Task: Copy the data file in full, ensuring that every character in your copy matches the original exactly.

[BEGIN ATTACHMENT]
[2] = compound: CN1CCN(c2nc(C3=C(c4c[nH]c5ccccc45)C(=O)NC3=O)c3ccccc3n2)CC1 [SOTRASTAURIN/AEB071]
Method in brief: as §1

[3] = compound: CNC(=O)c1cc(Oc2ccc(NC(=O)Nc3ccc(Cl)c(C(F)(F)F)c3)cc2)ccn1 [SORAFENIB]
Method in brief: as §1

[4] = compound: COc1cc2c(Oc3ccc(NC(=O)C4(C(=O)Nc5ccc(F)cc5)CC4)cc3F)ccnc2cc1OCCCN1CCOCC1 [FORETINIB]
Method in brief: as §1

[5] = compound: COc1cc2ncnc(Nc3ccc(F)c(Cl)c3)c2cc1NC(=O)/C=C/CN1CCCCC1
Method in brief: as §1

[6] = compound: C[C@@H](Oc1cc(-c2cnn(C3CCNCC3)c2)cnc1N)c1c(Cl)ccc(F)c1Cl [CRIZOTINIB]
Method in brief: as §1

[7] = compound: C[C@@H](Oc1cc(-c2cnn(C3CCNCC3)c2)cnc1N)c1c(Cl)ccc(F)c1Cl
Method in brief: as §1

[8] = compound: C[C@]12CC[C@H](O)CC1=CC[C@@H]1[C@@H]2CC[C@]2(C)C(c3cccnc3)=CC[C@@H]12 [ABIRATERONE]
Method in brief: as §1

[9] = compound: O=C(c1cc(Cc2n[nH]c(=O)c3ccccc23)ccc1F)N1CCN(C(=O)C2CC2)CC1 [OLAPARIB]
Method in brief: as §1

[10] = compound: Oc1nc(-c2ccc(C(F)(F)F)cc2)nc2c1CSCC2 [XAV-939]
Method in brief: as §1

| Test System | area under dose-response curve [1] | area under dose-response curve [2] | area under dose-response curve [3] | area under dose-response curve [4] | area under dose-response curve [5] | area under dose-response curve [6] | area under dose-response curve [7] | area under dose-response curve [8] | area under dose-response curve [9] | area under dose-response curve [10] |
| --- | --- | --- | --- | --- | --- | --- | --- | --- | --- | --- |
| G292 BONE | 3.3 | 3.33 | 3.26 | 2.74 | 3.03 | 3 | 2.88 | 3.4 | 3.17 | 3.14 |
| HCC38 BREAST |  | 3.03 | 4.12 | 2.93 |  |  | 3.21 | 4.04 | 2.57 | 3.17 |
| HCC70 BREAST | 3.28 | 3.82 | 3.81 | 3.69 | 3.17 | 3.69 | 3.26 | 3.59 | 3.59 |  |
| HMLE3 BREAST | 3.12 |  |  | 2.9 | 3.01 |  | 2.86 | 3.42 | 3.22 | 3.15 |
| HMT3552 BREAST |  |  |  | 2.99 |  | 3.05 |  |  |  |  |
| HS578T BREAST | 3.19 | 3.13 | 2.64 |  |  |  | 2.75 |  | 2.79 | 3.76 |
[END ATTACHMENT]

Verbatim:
[2] = compound: CN1CCN(c2nc(C3=C(c4c[nH]c5ccccc45)C(=O)NC3=O)c3ccccc3n2)CC1 [SOTRASTAURIN/AEB071]
Method in brief: as §1

[3] = compound: CNC(=O)c1cc(Oc2ccc(NC(=O)Nc3ccc(Cl)c(C(F)(F)F)c3)cc2)ccn1 [SORAFENIB]
Method in brief: as §1

[4] = compound: COc1cc2c(Oc3ccc(NC(=O)C4(C(=O)Nc5ccc(F)cc5)CC4)cc3F)ccnc2cc1OCCCN1CCOCC1 [FORETINIB]
Method in brief: as §1

[5] = compound: COc1cc2ncnc(Nc3ccc(F)c(Cl)c3)c2cc1NC(=O)/C=C/CN1CCCCC1
Method in brief: as §1

[6] = compound: C[C@@H](Oc1cc(-c2cnn(C3CCNCC3)c2)cnc1N)c1c(Cl)ccc(F)c1Cl [CRIZOTINIB]
Method in brief: as §1

[7] = compound: C[C@@H](Oc1cc(-c2cnn(C3CCNCC3)c2)cnc1N)c1c(Cl)ccc(F)c1Cl
Method in brief: as §1

[8] = compound: C[C@]12CC[C@H](O)CC1=CC[C@@H]1[C@@H]2CC[C@]2(C)C(c3cccnc3)=CC[C@@H]12 [ABIRATERONE]
Method in brief: as §1

[9] = compound: O=C(c1cc(Cc2n[nH]c(=O)c3ccccc23)ccc1F)N1CCN(C(=O)C2CC2)CC1 [OLAPARIB]
Method in brief: as §1

[10] = compound: Oc1nc(-c2ccc(C(F)(F)F)cc2)nc2c1CSCC2 [XAV-939]
Method in brief: as §1

| Test System | area under dose-response curve [1] | area under dose-response curve [2] | area under dose-response curve [3] | area under dose-response curve [4] | area under dose-response curve [5] | area under dose-response curve [6] | area under dose-response curve [7] | area under dose-response curve [8] | area under dose-response curve [9] | area under dose-response curve [10] |
| --- | --- | --- | --- | --- | --- | --- | --- | --- | --- | --- |
| G292 BONE | 3.3 | 3.33 | 3.26 | 2.74 | 3.03 | 3 | 2.88 | 3.4 | 3.17 | 3.14 |
| HCC38 BREAST |  | 3.03 | 4.12 | 2.93 |  |  | 3.21 | 4.04 | 2.57 | 3.17 |
| HCC70 BREAST | 3.28 | 3.82 | 3.81 | 3.69 | 3.17 | 3.69 | 3.26 | 3.59 | 3.59 |  |
| HMLE3 BREAST | 3.12 |  |  | 2.9 | 3.01 |  | 2.86 | 3.42 | 3.22 | 3.15 |
| HMT3552 BREAST |  |  |  | 2.99 |  | 3.05 |  |  |  |  |
| HS578T BREAST | 3.19 | 3.13 | 2.64 |  |  |  | 2.75 |  | 2.79 | 3.76 |